Greenpeace today joined environmental groups endorsing a proposed new law that would defend Ontarians’ rights to speak out on issues of public interest without fear of high-cost lawsuits meant to intimidate them.
Hours before the unexpected resignation of Premier Dalton McGuinty and the suspension of the legislature, Yasir Naqvi, Member of Provincial Parliament for Ottawa Centre, tabled a private member’s bill – the Protection of Public Participation Act – that targets just such lawsuits. Was the bill intended to wither on the vine with full knowledge that it would run into a suspended legislature?
Nonetheless, this sleight of hand brought to attention an often overlooked issue. Called strategic lawsuits against public participation (SLAPPs), these lawsuits are intended to censor, intimidate and silence critics by burdening them with the cost of a legal defence until they abandon their opposition. The plaintiff’s goals are accomplished if the defendant abandons a cause to fear, mounting legal costs or simple exhaustion.
A SLAPP will also intimidate others from taking up a fight. It is a tool increasingly used by large corporations in Canada to silence and intimidate opposition to environmental destruction and other activities detrimental to the public good. Even if a SLAPP suit never goes to court, corporations win by draining resources needed by activists and their organizations to fight against corporate power.
Some background to today’s welcome development: in 2010 the government of Ontario convened an Advisory Panel to provide recommendations to the Attorney General regarding anti-SLAPP legislation in this province. Quebec and more than half the U.S. states have already passed legislation to tackle this problem. Greenpeace’s submission to the Panel defended Charter rights to free expression and assembly, and called for the government of Ontario to fulfill its responsibility to defend these rights against wealthy private parties.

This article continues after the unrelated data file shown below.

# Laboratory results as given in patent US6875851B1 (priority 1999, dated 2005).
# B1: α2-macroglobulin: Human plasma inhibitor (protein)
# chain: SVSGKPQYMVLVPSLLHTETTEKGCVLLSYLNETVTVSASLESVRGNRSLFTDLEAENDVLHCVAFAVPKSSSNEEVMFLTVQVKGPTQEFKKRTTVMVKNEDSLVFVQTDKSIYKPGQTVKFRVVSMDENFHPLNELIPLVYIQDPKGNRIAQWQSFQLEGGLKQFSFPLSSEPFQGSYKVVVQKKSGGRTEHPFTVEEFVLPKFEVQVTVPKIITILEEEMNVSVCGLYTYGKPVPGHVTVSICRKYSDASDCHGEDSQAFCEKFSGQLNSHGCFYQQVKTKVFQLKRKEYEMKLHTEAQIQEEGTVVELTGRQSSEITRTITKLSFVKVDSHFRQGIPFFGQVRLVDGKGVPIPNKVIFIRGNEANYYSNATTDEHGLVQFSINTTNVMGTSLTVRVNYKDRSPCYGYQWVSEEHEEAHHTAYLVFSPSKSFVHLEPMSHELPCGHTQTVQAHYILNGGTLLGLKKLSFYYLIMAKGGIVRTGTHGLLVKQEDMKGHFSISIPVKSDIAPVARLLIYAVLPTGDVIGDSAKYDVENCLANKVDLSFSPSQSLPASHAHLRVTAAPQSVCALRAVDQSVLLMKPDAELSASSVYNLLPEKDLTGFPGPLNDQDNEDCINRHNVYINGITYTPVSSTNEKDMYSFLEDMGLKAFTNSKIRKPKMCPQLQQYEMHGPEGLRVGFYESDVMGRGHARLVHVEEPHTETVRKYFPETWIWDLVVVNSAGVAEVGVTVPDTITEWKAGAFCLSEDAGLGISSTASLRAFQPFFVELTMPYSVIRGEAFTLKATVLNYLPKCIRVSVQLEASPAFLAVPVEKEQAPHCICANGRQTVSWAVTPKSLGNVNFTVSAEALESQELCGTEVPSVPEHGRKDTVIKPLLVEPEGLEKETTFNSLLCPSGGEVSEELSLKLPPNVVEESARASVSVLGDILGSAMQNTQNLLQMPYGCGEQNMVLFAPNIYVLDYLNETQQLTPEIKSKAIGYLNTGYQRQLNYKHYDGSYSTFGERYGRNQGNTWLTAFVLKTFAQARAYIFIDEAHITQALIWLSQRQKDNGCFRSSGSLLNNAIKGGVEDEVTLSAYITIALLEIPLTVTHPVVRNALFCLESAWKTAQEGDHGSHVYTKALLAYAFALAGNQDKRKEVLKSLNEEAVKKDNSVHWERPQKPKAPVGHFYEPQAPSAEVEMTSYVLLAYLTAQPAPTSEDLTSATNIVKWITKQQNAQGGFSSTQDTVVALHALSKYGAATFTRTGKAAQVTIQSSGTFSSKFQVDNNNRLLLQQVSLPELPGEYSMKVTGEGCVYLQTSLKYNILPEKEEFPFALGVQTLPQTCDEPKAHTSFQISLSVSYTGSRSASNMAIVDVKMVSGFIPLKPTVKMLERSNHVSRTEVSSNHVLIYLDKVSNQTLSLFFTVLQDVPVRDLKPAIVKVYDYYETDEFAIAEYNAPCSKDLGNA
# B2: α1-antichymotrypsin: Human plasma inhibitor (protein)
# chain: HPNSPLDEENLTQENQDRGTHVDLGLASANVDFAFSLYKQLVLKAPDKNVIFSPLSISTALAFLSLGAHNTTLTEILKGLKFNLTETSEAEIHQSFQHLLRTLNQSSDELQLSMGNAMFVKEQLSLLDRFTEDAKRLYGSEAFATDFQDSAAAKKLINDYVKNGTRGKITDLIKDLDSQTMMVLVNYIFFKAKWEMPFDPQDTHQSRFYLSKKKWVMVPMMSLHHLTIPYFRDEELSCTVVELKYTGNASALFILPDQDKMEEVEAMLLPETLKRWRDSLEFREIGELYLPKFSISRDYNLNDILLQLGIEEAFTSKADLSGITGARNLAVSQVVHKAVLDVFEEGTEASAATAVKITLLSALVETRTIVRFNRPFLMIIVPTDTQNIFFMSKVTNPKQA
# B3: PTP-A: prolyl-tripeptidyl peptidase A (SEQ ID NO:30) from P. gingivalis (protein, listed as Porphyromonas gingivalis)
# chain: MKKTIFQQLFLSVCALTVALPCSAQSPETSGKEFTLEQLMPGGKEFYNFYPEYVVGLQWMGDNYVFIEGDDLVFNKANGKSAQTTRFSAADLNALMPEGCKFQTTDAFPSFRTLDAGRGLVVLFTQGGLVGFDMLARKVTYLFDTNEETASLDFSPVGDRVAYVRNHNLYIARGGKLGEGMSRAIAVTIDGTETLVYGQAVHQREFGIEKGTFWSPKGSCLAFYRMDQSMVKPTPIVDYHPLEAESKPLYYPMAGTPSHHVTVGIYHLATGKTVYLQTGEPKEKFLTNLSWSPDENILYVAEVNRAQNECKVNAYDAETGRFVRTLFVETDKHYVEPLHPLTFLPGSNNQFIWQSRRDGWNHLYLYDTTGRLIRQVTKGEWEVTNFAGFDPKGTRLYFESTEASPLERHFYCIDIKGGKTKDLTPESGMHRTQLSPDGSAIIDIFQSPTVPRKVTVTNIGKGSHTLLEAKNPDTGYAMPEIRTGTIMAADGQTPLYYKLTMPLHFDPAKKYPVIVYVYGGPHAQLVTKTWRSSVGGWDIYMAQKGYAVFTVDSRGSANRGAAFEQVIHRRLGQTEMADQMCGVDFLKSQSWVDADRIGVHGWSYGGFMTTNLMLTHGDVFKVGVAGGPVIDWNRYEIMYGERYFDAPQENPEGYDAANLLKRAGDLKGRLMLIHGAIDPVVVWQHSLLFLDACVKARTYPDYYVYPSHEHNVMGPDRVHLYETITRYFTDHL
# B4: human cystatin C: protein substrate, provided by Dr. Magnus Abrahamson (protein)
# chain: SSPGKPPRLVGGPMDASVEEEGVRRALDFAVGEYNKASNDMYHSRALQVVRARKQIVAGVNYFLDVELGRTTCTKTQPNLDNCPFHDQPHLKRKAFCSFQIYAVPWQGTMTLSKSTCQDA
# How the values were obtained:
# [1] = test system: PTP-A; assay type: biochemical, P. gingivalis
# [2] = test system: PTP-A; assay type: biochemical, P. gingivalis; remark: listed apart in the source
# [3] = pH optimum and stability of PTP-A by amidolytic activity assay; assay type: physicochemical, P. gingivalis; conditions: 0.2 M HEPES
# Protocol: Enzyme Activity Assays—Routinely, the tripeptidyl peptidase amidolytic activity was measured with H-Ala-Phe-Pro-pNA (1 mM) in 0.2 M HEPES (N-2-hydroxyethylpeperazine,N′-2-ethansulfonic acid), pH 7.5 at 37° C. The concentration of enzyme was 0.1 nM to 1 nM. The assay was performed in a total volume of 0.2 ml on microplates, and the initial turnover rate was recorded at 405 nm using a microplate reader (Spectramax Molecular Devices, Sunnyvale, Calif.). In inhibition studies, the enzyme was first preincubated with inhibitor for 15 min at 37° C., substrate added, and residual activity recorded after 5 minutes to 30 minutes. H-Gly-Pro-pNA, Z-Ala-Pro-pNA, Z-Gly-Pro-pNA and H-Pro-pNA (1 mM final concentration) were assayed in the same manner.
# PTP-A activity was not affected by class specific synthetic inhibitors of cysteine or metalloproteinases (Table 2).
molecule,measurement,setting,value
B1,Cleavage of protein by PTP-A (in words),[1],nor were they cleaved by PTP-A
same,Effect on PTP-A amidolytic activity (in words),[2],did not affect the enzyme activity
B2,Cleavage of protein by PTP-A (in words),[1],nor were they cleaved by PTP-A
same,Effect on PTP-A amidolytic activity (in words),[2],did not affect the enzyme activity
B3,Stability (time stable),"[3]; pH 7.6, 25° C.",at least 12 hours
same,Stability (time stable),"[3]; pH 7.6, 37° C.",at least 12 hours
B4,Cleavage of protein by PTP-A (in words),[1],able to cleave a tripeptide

In his oral submission to the Panel, Greenpeace Canada Executive Director Bruce Cox argued passionately that public debate should be encouraged, not punished in a democracy. Money might give you access to high power lawyers but it can’t trump free speech.
The Panel, chaired by University of Toronto Law School’s Dean Mayo Moran, concluded after much deliberation that the threats of lawsuits for speaking out on matters of public interest, combined with a number of actual lawsuits, were already deterring significant numbers of Ontarians from participating in discussions on such matters. This required urgent action from the government of Ontario to legislate against “the use of legal processes that affect people’s ability or willingness to express views or take action on matters of public interest”.
The bill belatedly and briefly tabled by Naqvi in the hours before the legislature was suspended (and after his government had sat idle on the Panel's clear advice for two years) largely adopts the Panel’s recommendations, which include a faster process for dismissing SLAPPs, strong disincentives for initiating them, and guidelines for judges on how to identify them.
The threat posed by SLAPP suits is a bipartisan issue and Greenpeace calls on all parties to treat serious proposals, when they emerge at some future point, to address it as such. Legislation to prevent lawsuits from silencing ordinary Ontarians has attracted broad public support from organizations as diverse as the Association of Municipalities of Ontario, Ontario Bar Association, Greenpeace and the Canadian Civil Liberties Association.In stopping SLAPP suits, we shall see to what extent our political representatives are willing to really stand up for ordinary Ontarians.
One outstanding issue which remained unaddressed by the Panel and in the recent proposed legislation is the need for legal or financial assistance to be provided to SLAPP victims at the earliest possible stage in proceedings, given the real risk that many people will not have the funds to even challenge a SLAPP suit and therefore choose to remain silent on important public issues.
Supporting legislation as proposed by the Panel of experts would be an excellent first step for the province of Ontario and the rest of Canada. British Columbia was the first province to enact anti-SLAPP legislation, in 2001, only to see it repealed shortly after a change of government. I need hardly note that B.C. and now Ontario have elections just around the corner…
Bottom line: politicians of all stripes should get behind anti-SLAPP legislation. When a company sues an organization or individual in order to intimidate them, we all lose. Canada needs people unafraid to advocate for a healthier and more vibrant society.